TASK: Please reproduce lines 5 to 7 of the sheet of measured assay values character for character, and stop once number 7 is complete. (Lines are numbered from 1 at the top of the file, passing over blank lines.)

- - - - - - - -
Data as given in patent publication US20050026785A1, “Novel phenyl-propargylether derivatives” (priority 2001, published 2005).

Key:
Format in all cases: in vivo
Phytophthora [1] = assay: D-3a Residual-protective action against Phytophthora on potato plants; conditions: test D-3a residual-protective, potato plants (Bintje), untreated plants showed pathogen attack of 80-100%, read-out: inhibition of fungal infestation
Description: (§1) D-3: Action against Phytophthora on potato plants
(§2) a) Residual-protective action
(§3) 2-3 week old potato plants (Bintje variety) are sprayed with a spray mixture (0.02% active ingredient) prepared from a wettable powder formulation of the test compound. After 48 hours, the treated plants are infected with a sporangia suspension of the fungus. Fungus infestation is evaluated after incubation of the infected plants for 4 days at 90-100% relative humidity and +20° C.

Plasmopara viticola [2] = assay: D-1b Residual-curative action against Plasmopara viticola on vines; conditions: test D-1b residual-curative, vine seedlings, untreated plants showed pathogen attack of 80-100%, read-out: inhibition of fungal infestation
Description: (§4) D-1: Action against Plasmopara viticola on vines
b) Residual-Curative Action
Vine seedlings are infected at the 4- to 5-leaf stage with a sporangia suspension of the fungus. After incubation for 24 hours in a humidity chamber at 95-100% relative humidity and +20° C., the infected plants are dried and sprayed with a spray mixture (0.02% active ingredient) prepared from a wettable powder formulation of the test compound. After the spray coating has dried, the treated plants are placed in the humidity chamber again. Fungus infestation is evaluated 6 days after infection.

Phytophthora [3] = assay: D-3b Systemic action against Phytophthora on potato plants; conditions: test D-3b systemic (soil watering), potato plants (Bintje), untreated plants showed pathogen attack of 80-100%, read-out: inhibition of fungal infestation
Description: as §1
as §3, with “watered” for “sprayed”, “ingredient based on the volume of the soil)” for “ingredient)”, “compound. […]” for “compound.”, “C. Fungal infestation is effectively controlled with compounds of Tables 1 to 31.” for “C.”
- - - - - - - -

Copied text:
Description: (§1) D-3: Action against Phytophthora on potato plants
(§2) a) Residual-protective action
(§3) 2-3 week old potato plants (Bintje variety) are sprayed with a spray mixture (0.02% active ingredient) prepared from a wettable powder formulation of the test compound. After 48 hours, the treated plants are infected with a sporangia suspension of the fungus. Fungus infestation is evaluated after incubation of the infected plants for 4 days at 90-100% relative humidity and +20° C.